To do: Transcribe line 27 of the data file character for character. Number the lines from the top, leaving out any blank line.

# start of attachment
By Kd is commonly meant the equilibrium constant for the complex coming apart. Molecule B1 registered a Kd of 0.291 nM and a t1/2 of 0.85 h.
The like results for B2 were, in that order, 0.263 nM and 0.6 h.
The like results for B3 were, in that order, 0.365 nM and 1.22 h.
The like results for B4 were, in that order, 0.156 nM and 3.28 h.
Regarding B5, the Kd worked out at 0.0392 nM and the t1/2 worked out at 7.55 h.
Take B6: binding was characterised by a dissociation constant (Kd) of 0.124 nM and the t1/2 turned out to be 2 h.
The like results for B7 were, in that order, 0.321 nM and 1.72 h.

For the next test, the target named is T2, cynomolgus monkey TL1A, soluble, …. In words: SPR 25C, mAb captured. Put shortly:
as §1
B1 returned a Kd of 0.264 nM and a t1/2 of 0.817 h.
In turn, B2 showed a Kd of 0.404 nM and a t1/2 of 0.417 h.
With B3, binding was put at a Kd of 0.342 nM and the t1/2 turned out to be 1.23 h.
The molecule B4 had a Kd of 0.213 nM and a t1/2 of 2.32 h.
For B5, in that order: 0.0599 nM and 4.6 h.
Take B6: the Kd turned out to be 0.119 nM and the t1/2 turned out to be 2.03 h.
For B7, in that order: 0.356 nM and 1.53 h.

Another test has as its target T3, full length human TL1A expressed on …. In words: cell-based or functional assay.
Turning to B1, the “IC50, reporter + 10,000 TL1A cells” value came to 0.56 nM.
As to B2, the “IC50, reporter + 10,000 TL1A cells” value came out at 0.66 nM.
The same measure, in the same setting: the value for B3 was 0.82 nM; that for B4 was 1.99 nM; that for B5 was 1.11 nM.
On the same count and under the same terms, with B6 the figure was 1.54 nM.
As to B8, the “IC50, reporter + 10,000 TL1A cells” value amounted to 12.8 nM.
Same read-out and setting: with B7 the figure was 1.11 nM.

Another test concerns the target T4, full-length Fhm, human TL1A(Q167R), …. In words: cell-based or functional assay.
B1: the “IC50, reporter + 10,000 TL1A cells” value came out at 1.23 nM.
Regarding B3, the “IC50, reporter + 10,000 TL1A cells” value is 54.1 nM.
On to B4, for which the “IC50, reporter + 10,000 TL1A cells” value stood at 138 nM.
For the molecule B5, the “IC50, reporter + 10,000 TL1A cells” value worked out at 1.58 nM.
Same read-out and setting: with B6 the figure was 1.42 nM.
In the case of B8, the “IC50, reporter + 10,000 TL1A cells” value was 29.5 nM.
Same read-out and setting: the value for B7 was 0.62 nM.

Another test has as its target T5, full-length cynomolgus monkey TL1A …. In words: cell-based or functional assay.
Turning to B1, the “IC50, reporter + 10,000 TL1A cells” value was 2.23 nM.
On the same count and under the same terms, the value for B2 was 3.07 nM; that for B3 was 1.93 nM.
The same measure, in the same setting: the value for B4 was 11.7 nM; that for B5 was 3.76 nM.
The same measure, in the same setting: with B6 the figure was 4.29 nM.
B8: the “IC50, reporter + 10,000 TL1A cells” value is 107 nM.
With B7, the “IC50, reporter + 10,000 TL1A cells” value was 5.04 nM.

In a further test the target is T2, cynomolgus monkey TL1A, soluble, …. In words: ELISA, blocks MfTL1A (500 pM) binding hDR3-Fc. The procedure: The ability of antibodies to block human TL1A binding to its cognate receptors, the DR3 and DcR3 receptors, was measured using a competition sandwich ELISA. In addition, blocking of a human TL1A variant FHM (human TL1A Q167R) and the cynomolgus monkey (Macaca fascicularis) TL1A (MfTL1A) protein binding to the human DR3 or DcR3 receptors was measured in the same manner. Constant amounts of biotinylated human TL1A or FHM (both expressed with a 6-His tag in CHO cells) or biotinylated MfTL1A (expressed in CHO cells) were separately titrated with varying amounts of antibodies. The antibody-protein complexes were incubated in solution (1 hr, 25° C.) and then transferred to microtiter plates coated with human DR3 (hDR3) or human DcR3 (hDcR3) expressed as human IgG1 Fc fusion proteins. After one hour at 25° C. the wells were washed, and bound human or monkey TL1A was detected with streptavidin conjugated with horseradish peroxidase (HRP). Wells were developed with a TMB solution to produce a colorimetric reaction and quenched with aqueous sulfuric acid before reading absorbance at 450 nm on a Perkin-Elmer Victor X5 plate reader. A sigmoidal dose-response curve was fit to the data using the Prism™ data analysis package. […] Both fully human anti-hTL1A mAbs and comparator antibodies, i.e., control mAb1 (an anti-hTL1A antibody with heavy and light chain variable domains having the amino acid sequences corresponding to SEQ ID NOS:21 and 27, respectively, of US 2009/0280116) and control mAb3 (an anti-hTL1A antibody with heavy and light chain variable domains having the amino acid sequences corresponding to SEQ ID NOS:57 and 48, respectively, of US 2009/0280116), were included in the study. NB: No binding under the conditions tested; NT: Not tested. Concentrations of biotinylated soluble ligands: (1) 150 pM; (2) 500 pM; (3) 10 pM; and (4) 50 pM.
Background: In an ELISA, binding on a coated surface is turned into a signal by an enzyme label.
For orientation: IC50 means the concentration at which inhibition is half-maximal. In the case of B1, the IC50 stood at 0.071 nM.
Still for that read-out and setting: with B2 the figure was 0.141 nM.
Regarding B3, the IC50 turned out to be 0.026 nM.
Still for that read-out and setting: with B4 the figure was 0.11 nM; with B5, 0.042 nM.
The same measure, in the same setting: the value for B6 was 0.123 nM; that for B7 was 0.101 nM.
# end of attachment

On to B4, for which the “IC50, reporter + 10,000 TL1A cells” value stood at 138 nM.